When the rose perceived the distance between itself and the earth, it brought forth its thorns. When the rose realized that a single leg couldn’t take it anywhere, that it was voiceless and mostly had no echo, it thought of fragrance. The blooming petals: a navel. The stem: a rope that binds it to the earth’s deep womb. That rose will be born someday in a lover’s hand or between the shores of a book. © Soukaina Habiballah. By arrangement with the...

Infinite Fall

In Infinite Fall, his second book, Mohamed Leftah takes up one of the “small true facts of the past” (Stendahl’s term). In Leftah’s hometown, a high school boy leaps to his death in front of his classmates. Leftah, one of the boys who witnessed this act, replays the scene in slow motion, and from it opens a meditation on homosexual love, repression, and bigotry, as performed in a small town in Morocco in the 1960s. This “little chronicle” (a...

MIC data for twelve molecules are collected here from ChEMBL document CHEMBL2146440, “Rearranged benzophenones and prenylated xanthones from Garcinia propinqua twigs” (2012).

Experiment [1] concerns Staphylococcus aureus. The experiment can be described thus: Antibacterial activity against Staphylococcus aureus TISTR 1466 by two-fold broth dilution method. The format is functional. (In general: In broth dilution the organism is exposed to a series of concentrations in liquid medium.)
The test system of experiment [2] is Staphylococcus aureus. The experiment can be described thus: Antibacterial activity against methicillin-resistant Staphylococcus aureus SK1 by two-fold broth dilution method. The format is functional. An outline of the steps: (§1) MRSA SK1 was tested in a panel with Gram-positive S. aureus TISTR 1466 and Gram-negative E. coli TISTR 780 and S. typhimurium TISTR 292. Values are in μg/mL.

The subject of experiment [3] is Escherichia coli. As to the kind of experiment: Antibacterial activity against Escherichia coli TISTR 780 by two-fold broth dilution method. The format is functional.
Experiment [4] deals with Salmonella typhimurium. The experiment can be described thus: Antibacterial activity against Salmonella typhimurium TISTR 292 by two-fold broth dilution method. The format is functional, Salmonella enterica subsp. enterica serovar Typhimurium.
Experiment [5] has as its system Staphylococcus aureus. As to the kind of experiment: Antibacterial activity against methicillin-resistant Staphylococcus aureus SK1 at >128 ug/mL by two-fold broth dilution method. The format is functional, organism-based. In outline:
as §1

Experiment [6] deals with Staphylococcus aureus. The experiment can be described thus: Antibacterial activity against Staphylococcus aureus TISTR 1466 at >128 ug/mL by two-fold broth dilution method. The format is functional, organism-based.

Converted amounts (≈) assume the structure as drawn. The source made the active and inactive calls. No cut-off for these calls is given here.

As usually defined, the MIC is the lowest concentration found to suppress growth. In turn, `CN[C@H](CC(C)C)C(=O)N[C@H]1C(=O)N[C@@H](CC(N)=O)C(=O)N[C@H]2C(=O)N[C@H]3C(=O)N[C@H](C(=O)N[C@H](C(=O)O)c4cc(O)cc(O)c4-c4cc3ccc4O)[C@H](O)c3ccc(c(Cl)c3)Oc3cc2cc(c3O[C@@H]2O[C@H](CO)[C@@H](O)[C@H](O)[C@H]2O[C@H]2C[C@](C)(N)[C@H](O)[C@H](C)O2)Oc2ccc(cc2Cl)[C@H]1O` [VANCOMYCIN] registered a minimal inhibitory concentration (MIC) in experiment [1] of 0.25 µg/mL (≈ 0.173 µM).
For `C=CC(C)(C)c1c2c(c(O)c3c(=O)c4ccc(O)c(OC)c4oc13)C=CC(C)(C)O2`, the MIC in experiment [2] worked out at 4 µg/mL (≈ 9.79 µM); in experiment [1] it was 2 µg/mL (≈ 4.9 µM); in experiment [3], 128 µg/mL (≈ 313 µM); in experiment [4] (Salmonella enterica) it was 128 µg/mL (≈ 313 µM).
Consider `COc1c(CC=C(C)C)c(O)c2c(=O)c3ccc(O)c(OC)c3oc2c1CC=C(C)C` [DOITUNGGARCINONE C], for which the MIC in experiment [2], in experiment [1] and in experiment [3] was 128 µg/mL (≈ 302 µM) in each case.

From “Dreams of a Berber Night, or The Tomb of Thorns”

Your pain Scars my blood With a fire Always smoldering   Your smile Escapes Their chains To light up My body   I sink Into the darkness Of your night To drink it in   Heart in     embers I cross Your night   I would like to hide myself in you   chisel time to the rhythm of your heartbeat cover the rose in the sky with your sheet I would like to sleep in your kiss   not wake up only dream in your night I would like to be...

The Red Triangle Café